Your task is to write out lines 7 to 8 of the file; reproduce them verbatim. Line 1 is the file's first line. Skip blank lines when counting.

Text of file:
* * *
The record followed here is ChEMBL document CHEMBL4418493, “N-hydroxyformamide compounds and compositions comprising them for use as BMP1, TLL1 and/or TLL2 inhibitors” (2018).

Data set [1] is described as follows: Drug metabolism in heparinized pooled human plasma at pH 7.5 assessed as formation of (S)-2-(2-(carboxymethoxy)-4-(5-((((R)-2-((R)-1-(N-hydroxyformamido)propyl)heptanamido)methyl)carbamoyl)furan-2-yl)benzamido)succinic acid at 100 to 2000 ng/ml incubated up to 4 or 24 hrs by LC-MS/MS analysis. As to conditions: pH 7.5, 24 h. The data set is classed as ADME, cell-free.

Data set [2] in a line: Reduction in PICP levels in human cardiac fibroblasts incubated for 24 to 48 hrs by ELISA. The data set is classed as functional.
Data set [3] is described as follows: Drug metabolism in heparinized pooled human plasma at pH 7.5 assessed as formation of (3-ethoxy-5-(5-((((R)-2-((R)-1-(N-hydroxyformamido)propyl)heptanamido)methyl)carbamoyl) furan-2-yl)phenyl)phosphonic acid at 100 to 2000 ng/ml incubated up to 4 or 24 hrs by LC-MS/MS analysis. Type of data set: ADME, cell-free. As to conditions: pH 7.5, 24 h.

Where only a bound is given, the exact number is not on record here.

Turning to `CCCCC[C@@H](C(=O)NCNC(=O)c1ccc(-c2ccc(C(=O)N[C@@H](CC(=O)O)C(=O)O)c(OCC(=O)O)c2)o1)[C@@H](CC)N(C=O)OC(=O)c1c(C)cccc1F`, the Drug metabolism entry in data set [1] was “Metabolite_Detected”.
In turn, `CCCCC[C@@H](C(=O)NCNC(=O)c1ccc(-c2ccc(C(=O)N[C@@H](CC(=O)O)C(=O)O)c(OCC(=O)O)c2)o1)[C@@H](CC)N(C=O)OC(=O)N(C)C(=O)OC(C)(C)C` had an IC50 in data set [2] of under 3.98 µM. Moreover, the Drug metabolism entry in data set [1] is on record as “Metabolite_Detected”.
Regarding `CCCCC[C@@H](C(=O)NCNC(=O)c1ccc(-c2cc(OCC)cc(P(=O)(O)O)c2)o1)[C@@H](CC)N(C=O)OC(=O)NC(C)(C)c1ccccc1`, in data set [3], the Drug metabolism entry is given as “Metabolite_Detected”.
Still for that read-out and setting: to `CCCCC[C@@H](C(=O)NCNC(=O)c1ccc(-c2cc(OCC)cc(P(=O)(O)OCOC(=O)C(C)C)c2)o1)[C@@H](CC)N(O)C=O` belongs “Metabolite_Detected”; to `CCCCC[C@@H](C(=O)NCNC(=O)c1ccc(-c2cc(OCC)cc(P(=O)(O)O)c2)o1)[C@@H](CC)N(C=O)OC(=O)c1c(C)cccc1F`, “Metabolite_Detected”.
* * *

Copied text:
In turn, `CCCCC[C@@H](C(=O)NCNC(=O)c1ccc(-c2ccc(C(=O)N[C@@H](CC(=O)O)C(=O)O)c(OCC(=O)O)c2)o1)[C@@H](CC)N(C=O)OC(=O)N(C)C(=O)OC(C)(C)C` had an IC50 in data set [2] of under 3.98 µM. Moreover, the Drug metabolism entry in data set [1] is on record as “Metabolite_Detected”.
Regarding `CCCCC[C@@H](C(=O)NCNC(=O)c1ccc(-c2cc(OCC)cc(P(=O)(O)O)c2)o1)[C@@H](CC)N(C=O)OC(=O)NC(C)(C)c1ccccc1`, in data set [3], the Drug metabolism entry is given as “Metabolite_Detected”.